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Fired up on FOIA


Public info seekers call foul on new FOIA regs



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June 05, 2013 - Local residents fear the First Amendment is under fire Clarkston City Manager Carol Eberhardt wants to change the way the city charges for Freedom of Information Act (FOIA) requests.

"Will I and everyone else now be charged to know what our city government is doing," asked Clarkston resident Cory Johnston. "Or is this simply an effort to hinder the public's right to know?"

Independence Township resident Michael Powell said he has made several requests to the township over the past 29 years and has never been charged a fee. Powell recently sent a FOIA request to the city and was outraged over Eberhardt's response informing him that there could be a fee and a deposit.

Eberhardt said she told Powell of the fee because it was not clear how extensive of a search his request would be.

The city does not get many FOIA requests, but she wants to make sure a guideline is in place if extraordinary requests are made. She suggested the change to protect the time of city workers and taxpayer dollars, she said.

During the May 28 city council meeting, Eberhardt recommended including a schedule of fees for large public-information requests to the FOIA form, as well as a 50 percent deposit if costs are estimated to be more than $50.

Under Michigan law, the city can charge for staff time and copying costs. Presently, the city can charge $13.90 an hour for research time, the wage of the lowest paid staff member, as well as 50 cents per copy.

Eberhardt said the 50 cent fee per page is a standard fee charged by many municipalities to help pay for costs like ink and paper.

Independence Township's FOIA request form says if the total estimated cost of a project exceeds $50, a deposit equal to half of the total can be required. The township charges 32 cents per page for copies with the option to charge a fee for staff time.

Newly sworn-in City Councilman Richard Bisio said there should be a reasonable balance between making information easily available while not overburdening city hall staff. Bisio also believes 50 cents per copy is too high, citing FOIA allows for only the actual cost of duplication.

The FOIA law requires government to disclose and provide documents created by public entities. Requests must be made in writing and provided to the FOIA coordinator. In addition, a fee to copy the document may apply. Public bodies can also charge to search for documents.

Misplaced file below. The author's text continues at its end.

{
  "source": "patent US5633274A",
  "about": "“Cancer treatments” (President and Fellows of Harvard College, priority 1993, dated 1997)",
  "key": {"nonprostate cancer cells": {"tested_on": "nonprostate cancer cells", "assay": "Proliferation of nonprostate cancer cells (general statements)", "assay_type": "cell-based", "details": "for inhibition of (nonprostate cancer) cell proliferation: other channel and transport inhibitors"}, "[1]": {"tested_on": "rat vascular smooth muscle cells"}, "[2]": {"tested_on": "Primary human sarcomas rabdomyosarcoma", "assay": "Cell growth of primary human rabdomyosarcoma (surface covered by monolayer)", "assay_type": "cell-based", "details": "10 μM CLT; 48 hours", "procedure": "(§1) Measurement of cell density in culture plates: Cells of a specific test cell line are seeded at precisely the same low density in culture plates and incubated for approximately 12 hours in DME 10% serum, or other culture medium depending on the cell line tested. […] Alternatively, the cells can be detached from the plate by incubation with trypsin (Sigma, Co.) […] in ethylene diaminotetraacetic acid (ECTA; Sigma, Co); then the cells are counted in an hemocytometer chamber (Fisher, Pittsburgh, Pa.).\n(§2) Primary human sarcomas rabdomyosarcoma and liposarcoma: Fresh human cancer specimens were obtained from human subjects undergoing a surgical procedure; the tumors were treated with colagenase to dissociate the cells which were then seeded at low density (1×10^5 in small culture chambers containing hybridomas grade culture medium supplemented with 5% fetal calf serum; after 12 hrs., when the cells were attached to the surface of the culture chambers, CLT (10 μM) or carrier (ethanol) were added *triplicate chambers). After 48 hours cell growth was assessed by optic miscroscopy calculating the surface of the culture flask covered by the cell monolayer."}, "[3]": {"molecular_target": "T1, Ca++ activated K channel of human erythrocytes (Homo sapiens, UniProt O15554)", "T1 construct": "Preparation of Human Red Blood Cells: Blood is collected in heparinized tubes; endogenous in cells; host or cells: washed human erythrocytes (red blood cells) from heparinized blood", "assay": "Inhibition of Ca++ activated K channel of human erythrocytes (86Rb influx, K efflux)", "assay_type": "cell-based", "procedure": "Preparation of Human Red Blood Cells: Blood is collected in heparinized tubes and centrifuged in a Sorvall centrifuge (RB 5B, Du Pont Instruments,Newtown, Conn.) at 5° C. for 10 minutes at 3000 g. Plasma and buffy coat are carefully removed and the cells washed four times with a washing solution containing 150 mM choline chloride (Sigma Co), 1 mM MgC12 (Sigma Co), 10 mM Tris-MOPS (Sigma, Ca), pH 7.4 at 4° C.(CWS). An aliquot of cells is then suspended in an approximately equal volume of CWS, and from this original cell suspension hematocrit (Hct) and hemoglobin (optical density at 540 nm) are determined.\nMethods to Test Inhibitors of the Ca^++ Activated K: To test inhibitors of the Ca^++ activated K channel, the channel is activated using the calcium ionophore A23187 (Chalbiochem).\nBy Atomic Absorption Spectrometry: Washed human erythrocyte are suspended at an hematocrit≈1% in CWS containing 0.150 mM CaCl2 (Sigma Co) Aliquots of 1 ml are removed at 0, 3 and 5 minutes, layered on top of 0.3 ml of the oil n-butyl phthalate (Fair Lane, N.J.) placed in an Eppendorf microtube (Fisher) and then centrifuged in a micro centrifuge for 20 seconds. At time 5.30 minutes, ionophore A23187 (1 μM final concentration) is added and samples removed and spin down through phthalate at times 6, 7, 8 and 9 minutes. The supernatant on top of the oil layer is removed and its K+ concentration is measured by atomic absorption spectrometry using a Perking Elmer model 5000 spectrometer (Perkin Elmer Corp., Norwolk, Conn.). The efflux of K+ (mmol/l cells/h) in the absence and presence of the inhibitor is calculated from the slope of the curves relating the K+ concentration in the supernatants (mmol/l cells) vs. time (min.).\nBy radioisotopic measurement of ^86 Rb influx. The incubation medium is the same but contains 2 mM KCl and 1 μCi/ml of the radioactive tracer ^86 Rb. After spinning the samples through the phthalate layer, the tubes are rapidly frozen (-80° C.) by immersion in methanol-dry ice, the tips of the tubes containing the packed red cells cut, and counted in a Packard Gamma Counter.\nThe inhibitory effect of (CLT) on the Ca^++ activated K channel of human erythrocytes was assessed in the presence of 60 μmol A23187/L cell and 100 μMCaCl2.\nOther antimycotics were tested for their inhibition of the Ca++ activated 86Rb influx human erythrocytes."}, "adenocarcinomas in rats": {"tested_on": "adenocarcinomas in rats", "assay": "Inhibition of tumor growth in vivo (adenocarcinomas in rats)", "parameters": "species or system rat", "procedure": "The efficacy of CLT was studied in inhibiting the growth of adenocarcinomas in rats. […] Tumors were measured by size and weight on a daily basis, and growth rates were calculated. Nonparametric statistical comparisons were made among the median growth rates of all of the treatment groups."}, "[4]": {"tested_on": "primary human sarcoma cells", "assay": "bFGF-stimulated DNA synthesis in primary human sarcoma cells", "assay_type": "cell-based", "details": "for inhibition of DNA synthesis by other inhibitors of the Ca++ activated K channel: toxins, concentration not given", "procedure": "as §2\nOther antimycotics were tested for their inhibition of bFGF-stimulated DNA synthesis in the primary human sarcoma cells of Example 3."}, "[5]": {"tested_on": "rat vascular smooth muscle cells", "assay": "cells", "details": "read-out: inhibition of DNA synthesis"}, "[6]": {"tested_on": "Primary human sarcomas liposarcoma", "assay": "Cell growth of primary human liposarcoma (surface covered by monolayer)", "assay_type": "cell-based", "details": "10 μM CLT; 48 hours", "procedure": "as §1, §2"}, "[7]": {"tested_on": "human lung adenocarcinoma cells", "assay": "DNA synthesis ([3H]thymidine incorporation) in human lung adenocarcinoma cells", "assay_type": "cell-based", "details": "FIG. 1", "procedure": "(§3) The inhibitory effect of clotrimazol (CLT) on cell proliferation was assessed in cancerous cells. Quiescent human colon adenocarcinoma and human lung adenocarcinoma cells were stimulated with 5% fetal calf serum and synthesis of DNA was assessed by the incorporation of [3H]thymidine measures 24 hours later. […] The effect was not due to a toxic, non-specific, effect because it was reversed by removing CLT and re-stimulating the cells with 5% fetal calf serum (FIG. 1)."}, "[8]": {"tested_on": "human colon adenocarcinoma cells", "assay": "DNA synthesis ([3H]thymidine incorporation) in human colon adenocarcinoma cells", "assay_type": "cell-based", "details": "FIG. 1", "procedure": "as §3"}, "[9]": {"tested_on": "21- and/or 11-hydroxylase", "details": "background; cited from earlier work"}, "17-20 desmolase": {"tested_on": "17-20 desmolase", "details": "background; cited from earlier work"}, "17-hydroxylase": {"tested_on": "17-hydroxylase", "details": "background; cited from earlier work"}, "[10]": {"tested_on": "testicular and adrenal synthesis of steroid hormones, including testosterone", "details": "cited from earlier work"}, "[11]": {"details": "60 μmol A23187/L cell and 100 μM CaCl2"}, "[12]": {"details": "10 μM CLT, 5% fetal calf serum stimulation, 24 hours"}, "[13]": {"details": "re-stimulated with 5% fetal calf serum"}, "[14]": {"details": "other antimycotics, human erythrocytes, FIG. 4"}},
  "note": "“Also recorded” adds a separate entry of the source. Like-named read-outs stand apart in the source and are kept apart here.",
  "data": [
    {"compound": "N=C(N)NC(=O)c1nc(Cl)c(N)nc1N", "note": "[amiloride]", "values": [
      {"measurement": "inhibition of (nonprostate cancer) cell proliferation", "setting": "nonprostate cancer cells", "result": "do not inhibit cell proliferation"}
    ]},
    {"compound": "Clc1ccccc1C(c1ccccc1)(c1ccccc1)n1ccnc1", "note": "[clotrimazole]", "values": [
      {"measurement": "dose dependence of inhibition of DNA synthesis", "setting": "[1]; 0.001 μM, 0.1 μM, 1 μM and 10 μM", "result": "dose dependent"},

The law does not require agencies to do research or answer written questions. But if city workers do the work, they have a legal right to charge for hourly wages and print costs, as well as require a deposit.

If the information seeker does not want to pay fees or the deposit, they can come in and search records themselves free of charge, although a fee to make copies still applies, Eberhardt said.

"We invite anyone to come in and look through any documents anytime during business hours. I am always happy to accommodate requests," she said. "We have a 100 percent open door policy."

Anyone can also request a fee waiver if the information is in public interest or contributes to public understanding.

Eberhardt said all agendas, meeting minutes and audio recordings are online for anyone to review.

She added Johnston receives the same packet of information city council receives each meeting and he is never charged. Johnston was recently sent 109 pages of information electronically, and was not charged.

Johnston said under the new change, the 109 pages of information he had received could cost $54.50 plus labor to send to a printer or by e-mail even though it would only take 30 seconds to e-mail.

Eberhardt said information is sent to Johnston before each council meeting.

"We have never charged him for anything," said Eberhardt.

No motion to amend the form was made during the May 28 council meeting, and the issue was tabled until the next meeting on June 10.

Staff writer
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